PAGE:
Detroit's Transfiguration School set to reopen as affordable housing complex

Candice Williams
The Detroit News

Detroit — One year after crews began a $7.2 million renovation to convert the former Transfiguration School into affordable housing, the building is ready for its first residents.

The 21,500-square-foot Transfiguration Place Apartments at 13300 Syracuse houses 19 apartments, consisting of 17 one-bedroom units and a couple of two-bedroom units.

During a ribbon-cutting ceremony Monday, Detroit Mayor Mike Duggan recalled touring the building in the city's Campau/Banglatown neighborhood ahead of the renovations.

“We were in a neighborhood where people are coming back, property values are rising quickly, rents are rising quickly and there was a risk that longtime residents could be pushed out,” Duggan said. “In the middle of this was this abandoned school.”

The redevelopment, he said, was a collaboration between Detroit-based Cinnaire Solutions and Ethos Development Partners, the Detroit Housing Commission and the city's Housing and Revitalization Department as well as Gov. Gretchen Whitmer and Michigan State Housing Development Authority.

“We want to have this kind of quality housing for our longtime residents," he said. "Our residents have a better place to go, the neighborhood is stronger and we’ve reclaimed an historic building.”

The housing is geared toward residents earning less than $28,000 a year, according to the city. Project-based vouchers will be issued through the Detroit Housing Commission for the development as part of a 20-year commitment to keep the building affordable. Those interested in housing can apply through the housing commission. Residents could be moving into the building within weeks, officials said. 

The project is part of the city's ongoing effort to preserve 10,000 units of existing affordable housing and to develop 2,000 new affordable units by 2023.

Detroit Council member Scott Benson (left) shakes hands with Detroit Mayor Duggan at Transfiguration Place Apartments, a former Catholic school, after a $7.2 million conversion to affordable housing in Detroit on Monday, January 24, 2022.

"I'm excited and proud to see the fruits of everyone's labor," said Detroit City Councilman Scott Benson. "Especially the community coming together to say this is how we want to have it done, these are our priorities. ...  When you have the residents backing you this is just fantastic.”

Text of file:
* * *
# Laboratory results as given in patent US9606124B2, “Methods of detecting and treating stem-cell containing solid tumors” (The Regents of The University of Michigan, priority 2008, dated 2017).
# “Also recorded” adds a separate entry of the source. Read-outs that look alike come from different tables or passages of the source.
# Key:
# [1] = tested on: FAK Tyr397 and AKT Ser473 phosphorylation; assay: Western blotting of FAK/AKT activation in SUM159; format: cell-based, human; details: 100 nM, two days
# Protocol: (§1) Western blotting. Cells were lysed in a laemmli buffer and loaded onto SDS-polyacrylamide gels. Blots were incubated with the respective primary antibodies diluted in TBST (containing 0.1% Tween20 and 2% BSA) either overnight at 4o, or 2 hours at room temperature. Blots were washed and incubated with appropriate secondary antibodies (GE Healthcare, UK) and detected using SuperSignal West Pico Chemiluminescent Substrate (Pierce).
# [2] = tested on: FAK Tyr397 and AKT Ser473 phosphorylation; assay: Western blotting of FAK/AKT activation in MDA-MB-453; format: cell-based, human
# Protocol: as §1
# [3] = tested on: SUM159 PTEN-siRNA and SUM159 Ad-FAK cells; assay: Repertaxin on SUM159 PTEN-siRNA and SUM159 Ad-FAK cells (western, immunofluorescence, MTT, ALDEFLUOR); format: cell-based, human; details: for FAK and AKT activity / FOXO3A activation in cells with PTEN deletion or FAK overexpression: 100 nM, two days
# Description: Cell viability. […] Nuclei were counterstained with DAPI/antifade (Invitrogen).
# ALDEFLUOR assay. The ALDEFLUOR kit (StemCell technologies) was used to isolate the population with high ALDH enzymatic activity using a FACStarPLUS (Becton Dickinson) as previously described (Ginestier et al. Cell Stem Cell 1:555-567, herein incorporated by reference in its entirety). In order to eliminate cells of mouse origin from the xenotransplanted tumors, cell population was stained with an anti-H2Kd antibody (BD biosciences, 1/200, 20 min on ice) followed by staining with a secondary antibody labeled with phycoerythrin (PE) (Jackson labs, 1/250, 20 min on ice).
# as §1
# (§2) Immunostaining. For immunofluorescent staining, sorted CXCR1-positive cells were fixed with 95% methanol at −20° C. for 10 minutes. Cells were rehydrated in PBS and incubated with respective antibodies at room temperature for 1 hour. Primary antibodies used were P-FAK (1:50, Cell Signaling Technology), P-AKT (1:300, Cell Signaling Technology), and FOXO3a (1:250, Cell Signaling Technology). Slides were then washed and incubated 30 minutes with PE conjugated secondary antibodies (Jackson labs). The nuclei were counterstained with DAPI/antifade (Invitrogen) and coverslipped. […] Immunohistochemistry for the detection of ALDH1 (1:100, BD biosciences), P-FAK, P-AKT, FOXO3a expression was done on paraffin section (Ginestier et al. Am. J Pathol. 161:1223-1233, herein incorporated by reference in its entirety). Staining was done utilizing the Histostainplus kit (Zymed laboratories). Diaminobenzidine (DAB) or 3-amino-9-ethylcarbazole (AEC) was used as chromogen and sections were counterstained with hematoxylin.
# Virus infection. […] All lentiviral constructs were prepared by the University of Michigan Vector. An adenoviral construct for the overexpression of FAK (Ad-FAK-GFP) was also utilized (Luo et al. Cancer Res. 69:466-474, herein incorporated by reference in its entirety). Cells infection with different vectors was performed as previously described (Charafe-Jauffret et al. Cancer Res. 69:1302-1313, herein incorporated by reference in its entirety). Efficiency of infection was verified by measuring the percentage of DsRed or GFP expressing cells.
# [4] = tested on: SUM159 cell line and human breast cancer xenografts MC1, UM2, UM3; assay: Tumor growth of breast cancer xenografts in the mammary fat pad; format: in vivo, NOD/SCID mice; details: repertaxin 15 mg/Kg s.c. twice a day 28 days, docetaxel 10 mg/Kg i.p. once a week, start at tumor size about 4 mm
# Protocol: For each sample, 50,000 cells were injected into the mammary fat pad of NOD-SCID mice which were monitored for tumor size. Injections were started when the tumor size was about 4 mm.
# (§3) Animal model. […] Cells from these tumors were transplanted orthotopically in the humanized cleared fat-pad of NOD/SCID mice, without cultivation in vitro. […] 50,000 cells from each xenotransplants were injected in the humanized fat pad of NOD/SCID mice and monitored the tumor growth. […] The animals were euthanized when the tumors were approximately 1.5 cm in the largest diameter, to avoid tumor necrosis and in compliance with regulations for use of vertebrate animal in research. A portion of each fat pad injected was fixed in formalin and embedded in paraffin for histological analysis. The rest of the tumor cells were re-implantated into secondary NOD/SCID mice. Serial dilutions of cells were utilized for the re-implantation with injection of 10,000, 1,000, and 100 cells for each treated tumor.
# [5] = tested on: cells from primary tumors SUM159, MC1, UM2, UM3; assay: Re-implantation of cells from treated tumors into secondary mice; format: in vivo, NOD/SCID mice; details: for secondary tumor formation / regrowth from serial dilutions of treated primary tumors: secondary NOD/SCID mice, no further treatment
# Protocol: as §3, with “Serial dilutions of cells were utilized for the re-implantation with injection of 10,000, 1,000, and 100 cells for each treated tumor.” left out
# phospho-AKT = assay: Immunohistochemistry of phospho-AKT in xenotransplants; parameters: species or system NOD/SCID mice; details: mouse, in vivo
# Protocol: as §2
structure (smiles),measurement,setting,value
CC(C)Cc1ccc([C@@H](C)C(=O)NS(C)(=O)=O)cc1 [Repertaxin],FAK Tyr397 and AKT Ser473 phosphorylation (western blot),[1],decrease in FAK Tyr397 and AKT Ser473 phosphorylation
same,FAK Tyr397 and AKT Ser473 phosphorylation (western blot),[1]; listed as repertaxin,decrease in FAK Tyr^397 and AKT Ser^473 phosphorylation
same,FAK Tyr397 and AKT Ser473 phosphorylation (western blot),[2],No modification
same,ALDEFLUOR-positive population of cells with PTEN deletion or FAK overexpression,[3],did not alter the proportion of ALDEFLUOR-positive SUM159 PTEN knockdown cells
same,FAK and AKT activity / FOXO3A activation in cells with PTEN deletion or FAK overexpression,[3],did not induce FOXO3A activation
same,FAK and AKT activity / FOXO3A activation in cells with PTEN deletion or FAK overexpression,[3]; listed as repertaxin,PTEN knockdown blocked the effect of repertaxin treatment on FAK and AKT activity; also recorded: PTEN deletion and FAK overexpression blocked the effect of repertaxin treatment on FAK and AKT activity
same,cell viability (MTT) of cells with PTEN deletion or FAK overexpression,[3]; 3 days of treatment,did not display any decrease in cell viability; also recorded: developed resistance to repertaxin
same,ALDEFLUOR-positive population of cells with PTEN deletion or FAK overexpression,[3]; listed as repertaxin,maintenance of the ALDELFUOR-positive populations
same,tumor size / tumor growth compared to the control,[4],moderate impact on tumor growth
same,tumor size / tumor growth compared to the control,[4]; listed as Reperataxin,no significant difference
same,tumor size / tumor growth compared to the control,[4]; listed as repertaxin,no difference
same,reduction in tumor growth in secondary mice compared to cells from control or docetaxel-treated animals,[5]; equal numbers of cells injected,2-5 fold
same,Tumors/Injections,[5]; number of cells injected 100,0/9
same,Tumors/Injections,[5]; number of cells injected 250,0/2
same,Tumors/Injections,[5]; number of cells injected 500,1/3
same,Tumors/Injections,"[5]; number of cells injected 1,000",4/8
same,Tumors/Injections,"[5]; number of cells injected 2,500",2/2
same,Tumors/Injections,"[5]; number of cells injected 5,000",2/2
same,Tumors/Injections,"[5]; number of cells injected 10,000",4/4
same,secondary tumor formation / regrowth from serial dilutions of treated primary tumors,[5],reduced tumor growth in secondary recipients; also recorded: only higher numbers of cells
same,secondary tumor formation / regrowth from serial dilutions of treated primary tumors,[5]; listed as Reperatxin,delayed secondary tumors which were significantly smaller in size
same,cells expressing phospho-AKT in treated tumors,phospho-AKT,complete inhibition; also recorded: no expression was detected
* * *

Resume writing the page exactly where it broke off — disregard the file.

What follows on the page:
Funding for the project was done through a mix of government dollars: Michigan State Housing Development Authority Low-Income Housing Tax Credits and HOME Investment Partnership as well as Community Development Block Grant funds administered by the Housing and Revitalization Department.

Built in 1926, the school was constructed to serve Detroit’s growing Polish population. It also served as the congregation’s house of worship until 1950 when the church opened next door. The parish closed the school in 2005 and leased it to a charter school until about 2014, according to the city. The school was added to the National Register of Historic Places in 2019.

"Its scale fits the surrounding landscape and its use as housing for families fits well in the neighborhood," said Sandra Henriquez, CEO of the Detroit Housing Commission. "As much as the former school was an anchor in this community, this housing can now serve that same purpose."

Victoria Griffin, a neighborhood resident, said Monday she remembered walking the halls of Transfiguration School as a student. She now hopes that other empty school buildings can be put back in use.

Victoria Griffin tours one of the apartments at Transfiguration Place, a former Catholic school she attended, on Monday, January 24, 2022.

"This is a milestone day," Griffin said. "I'm getting emotional here because this is a revitalization of my community. I grew up here as a child, I stayed here." 

Joe Heaphy, president Ethos Development Partners, said the renovation project was a complicated one that involved numerous people in roles including historic consultation, financing and site remediation.

“It was an old school," he said. "There were things that needed to be addressed. Lead and asbestos. All of that has been addressed and now we have a safe beautiful building for folks to live in.”

Those interested in applying for housing at Transfiguration Place Apartments can call the Detroit Housing Commission at (313) 877-7864.

cwilliams@detroitnews.com

Twitter: @CWilliams_DN